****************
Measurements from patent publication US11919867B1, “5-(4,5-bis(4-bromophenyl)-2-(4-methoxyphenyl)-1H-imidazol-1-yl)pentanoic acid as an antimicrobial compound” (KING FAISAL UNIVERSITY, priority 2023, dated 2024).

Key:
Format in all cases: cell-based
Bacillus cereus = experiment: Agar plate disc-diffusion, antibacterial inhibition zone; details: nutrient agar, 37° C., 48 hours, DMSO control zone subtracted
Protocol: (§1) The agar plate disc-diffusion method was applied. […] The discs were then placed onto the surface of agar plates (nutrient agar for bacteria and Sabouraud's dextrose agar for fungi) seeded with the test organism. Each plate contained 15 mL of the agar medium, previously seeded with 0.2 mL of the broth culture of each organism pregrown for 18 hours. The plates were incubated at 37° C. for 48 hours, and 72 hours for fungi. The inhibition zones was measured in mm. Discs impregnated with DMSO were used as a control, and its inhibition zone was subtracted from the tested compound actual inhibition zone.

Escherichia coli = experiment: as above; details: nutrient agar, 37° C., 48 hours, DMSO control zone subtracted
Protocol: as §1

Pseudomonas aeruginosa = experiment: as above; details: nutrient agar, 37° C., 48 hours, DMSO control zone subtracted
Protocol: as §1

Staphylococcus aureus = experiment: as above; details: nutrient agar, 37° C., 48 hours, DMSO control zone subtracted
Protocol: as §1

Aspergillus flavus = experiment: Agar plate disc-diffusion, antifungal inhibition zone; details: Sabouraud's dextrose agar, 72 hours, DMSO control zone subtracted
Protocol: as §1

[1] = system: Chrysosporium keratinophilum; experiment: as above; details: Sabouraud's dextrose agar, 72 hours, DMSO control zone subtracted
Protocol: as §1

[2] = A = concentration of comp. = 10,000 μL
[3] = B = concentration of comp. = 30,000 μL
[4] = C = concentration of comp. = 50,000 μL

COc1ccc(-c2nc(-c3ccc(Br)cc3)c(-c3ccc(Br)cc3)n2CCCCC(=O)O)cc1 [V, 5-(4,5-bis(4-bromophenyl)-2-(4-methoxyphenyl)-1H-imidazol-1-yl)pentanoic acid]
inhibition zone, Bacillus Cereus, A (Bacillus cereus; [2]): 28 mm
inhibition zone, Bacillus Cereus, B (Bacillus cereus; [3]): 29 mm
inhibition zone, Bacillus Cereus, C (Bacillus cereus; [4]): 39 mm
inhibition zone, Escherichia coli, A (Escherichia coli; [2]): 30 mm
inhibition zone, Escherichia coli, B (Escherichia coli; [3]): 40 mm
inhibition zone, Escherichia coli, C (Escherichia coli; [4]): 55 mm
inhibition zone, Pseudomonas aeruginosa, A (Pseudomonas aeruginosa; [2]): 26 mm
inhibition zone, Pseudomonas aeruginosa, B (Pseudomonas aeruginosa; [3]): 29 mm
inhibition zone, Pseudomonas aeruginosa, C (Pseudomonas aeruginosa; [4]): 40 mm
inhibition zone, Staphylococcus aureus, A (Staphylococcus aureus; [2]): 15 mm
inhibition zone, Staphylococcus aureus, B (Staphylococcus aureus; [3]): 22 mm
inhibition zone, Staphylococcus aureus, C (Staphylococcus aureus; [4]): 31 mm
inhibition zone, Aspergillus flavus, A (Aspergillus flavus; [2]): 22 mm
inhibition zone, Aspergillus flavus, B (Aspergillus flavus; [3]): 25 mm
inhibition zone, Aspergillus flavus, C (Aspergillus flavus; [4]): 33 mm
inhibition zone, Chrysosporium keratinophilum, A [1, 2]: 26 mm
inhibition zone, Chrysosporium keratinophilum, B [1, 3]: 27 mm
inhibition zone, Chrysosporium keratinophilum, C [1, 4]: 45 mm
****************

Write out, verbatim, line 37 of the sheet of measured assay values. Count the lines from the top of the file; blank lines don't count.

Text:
inhibition zone, Chrysosporium keratinophilum, C [1, 4]: 45 mm